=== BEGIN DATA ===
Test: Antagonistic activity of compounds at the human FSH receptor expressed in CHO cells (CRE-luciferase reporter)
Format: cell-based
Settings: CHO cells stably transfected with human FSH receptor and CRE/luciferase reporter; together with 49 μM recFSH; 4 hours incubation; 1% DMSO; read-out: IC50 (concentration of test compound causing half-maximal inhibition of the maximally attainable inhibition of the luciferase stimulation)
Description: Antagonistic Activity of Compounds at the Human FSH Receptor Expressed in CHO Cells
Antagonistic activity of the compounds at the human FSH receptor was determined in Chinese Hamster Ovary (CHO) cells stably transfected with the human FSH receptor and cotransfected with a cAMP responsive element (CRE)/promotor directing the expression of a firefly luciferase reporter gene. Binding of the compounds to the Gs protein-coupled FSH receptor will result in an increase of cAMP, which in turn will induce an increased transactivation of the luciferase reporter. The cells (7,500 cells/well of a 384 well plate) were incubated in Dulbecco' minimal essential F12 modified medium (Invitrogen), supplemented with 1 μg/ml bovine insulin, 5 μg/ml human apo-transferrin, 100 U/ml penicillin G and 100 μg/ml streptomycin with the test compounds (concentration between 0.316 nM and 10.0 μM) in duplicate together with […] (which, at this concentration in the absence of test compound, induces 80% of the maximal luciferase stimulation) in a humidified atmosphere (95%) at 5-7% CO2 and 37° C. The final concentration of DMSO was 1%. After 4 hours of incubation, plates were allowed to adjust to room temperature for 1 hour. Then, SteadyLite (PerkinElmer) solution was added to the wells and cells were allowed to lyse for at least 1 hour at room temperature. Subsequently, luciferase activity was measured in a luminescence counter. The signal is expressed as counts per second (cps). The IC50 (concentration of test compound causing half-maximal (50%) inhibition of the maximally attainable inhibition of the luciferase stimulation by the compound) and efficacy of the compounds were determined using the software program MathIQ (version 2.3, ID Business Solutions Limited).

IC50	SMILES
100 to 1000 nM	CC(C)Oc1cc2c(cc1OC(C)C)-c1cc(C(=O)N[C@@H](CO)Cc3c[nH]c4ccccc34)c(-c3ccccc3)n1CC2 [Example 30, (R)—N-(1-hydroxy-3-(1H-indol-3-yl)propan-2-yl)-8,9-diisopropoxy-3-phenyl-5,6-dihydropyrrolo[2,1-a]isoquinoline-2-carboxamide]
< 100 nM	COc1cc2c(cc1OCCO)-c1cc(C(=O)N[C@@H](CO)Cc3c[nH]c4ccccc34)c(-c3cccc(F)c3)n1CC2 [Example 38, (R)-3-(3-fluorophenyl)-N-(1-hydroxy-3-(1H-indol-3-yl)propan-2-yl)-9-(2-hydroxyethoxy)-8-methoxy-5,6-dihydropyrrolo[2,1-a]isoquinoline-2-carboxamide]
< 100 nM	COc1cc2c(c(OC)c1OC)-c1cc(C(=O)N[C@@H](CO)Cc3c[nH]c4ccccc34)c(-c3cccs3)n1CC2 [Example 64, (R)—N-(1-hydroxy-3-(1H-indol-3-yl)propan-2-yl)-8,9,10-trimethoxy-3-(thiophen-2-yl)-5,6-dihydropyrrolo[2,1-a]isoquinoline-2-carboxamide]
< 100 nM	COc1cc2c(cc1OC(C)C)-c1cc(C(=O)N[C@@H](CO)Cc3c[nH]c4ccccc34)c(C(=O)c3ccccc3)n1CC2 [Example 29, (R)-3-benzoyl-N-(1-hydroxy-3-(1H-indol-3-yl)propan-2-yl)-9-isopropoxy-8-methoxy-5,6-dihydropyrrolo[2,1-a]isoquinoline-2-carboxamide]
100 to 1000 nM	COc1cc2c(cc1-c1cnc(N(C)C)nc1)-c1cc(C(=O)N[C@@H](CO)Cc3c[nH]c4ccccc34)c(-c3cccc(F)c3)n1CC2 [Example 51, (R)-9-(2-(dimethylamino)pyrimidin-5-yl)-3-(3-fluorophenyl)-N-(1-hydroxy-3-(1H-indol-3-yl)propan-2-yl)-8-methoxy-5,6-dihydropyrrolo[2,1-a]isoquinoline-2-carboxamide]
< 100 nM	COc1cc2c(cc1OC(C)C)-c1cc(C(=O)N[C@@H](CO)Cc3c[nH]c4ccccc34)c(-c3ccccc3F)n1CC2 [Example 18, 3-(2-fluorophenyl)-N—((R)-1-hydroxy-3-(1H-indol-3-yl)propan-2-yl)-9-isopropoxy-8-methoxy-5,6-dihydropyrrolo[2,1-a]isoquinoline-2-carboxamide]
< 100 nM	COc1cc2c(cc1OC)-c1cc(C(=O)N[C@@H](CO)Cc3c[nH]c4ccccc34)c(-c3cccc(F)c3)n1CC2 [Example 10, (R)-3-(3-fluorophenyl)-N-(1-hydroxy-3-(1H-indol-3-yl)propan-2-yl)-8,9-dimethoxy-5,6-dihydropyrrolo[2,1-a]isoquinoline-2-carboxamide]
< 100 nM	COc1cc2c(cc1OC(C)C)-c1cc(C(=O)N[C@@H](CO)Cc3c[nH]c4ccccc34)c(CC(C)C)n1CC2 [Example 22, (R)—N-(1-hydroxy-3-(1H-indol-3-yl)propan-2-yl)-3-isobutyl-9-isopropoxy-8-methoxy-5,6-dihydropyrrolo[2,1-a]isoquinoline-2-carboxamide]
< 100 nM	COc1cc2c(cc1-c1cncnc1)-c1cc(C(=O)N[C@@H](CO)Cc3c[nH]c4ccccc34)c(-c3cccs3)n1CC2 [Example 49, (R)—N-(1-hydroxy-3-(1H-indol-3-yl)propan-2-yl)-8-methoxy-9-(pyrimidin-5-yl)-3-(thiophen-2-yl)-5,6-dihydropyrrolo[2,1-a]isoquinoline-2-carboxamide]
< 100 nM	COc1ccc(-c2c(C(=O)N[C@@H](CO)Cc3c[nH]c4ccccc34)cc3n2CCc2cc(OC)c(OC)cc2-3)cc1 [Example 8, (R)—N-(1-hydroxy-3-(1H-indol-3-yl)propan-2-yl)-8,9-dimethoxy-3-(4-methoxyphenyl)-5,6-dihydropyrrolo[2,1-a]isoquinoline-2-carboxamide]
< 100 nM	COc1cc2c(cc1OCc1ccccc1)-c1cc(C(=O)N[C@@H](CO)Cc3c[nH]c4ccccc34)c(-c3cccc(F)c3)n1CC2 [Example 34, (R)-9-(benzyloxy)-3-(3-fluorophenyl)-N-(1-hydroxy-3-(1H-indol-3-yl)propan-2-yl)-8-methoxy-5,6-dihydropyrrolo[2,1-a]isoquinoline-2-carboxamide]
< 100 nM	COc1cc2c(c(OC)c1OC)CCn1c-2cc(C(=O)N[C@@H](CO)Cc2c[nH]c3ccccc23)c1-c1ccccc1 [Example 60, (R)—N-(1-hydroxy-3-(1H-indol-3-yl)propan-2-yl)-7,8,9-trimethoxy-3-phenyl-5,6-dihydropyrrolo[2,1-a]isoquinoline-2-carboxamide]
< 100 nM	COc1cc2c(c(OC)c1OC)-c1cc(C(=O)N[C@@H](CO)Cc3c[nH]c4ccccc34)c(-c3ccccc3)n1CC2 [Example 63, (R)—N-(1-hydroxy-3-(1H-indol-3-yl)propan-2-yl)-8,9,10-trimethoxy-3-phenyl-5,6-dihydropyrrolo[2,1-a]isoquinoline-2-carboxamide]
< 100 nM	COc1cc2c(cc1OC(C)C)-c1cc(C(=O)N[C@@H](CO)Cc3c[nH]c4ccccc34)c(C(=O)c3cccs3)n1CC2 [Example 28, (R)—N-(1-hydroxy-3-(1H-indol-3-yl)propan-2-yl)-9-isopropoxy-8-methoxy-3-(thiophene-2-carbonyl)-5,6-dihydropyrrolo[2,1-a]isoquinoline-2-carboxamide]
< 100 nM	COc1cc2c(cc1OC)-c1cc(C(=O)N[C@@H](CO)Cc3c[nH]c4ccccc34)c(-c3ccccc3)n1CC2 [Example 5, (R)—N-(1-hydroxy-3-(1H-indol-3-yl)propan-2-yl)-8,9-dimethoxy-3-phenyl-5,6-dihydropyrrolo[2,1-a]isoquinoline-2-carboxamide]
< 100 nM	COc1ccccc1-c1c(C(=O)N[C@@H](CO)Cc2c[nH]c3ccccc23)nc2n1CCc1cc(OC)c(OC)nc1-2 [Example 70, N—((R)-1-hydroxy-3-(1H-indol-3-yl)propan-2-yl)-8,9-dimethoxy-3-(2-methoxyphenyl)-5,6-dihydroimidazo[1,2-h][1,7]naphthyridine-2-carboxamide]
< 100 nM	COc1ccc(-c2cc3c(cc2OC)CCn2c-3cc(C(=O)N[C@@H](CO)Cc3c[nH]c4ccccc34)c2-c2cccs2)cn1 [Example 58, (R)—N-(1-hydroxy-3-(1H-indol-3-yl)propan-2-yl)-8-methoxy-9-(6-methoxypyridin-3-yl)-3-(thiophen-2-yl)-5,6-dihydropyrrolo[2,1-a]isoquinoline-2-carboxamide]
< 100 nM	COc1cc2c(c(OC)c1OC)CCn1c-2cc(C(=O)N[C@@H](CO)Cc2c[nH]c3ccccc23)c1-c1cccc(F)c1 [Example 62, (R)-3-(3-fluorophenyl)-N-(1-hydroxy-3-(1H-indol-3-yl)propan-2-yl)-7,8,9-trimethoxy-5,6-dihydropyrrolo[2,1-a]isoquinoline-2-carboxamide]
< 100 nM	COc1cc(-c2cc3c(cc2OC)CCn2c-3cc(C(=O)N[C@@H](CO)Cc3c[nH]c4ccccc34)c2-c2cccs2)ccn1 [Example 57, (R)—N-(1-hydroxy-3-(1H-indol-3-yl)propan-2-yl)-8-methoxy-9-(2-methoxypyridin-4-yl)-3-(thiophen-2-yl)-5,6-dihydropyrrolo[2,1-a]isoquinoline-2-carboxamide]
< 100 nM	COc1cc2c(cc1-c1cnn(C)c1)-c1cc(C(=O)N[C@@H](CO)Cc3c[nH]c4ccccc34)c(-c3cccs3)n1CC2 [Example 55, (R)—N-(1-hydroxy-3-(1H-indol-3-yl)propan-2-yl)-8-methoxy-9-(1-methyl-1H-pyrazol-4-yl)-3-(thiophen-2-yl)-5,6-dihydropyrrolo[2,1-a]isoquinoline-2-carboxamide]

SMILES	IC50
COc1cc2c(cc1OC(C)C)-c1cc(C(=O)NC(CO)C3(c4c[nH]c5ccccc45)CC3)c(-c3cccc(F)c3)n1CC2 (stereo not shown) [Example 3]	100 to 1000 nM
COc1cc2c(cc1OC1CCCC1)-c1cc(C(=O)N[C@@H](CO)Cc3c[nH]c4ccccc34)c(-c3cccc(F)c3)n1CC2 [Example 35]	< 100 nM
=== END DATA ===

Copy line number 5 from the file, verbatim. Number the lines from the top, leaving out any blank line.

Antagonistic activity of the compounds at the human FSH receptor was determined in Chinese Hamster Ovary (CHO) cells stably transfected with the human FSH receptor and cotransfected with a cAMP responsive element (CRE)/promotor directing the expression of a firefly luciferase reporter gene. Binding of the compounds to the Gs protein-coupled FSH receptor will result in an increase of cAMP, which in turn will induce an increased transactivation of the luciferase reporter. The cells (7,500 cells/well of a 384 well plate) were incubated in Dulbecco' minimal essential F12 modified medium (Invitrogen), supplemented with 1 μg/ml bovine insulin, 5 μg/ml human apo-transferrin, 100 U/ml penicillin G and 100 μg/ml streptomycin with the test compounds (concentration between 0.316 nM and 10.0 μM) in duplicate together with […] (which, at this concentration in the absence of test compound, induces 80% of the maximal luciferase stimulation) in a humidified atmosphere (95%) at 5-7% CO2 and 37° C. The final concentration of DMSO was 1%. After 4 hours of incubation, plates were allowed to adjust to room temperature for 1 hour. Then, SteadyLite (PerkinElmer) solution was added to the wells and cells were allowed to lyse for at least 1 hour at room temperature. Subsequently, luciferase activity was measured in a luminescence counter. The signal is expressed as counts per second (cps). The IC50 (concentration of test compound causing half-maximal (50%) inhibition of the maximally attainable inhibition of the luciferase stimulation by the compound) and efficacy of the compounds were determined using the software program MathIQ (version 2.3, ID Business Solutions Limited).